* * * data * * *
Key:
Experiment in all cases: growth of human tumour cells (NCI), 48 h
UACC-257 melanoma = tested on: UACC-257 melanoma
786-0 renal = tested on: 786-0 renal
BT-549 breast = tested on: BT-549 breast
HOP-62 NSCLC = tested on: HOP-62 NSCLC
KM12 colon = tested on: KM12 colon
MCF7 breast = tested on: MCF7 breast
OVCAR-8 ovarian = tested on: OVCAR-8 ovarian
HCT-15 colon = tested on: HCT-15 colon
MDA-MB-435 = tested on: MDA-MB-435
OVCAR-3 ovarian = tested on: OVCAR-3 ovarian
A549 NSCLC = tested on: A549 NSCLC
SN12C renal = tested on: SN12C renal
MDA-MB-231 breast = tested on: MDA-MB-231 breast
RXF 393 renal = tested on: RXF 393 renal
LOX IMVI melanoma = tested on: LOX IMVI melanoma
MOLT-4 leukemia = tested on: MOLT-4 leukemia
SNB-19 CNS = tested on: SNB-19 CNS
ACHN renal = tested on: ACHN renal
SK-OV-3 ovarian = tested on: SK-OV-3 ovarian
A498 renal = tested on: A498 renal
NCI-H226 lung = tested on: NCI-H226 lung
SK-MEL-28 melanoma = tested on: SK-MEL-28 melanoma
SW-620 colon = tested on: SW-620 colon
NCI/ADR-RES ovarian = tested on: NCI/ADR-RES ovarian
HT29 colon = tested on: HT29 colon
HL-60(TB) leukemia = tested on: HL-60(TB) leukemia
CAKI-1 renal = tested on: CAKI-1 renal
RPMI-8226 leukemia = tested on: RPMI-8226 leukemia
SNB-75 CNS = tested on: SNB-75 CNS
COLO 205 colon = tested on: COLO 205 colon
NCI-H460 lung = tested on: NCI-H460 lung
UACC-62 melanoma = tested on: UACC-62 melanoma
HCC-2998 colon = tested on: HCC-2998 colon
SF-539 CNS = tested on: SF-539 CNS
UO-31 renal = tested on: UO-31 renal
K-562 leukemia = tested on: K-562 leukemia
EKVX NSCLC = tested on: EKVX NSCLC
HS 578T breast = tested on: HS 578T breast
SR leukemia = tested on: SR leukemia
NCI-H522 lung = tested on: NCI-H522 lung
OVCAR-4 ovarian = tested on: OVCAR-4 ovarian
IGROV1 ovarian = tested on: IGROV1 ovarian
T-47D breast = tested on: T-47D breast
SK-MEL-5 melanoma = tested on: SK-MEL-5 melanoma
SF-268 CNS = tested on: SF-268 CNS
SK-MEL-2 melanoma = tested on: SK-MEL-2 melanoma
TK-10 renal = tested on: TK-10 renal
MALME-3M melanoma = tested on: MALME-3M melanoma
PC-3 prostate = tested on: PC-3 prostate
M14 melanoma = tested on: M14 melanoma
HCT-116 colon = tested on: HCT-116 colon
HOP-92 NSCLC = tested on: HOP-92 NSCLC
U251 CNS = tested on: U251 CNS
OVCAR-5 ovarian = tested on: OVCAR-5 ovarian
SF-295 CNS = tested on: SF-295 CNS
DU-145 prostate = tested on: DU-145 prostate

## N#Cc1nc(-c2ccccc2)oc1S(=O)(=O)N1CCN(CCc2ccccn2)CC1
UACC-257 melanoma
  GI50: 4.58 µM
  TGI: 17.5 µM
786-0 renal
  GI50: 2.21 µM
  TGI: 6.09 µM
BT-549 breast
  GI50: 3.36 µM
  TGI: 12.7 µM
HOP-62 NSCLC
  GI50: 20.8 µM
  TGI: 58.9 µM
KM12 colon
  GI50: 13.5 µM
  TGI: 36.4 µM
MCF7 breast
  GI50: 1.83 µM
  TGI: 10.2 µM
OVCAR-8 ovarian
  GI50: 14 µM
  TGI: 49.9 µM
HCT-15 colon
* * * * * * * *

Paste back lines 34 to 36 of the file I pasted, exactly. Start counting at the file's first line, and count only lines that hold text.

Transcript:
UACC-62 melanoma = tested on: UACC-62 melanoma
HCC-2998 colon = tested on: HCC-2998 colon
SF-539 CNS = tested on: SF-539 CNS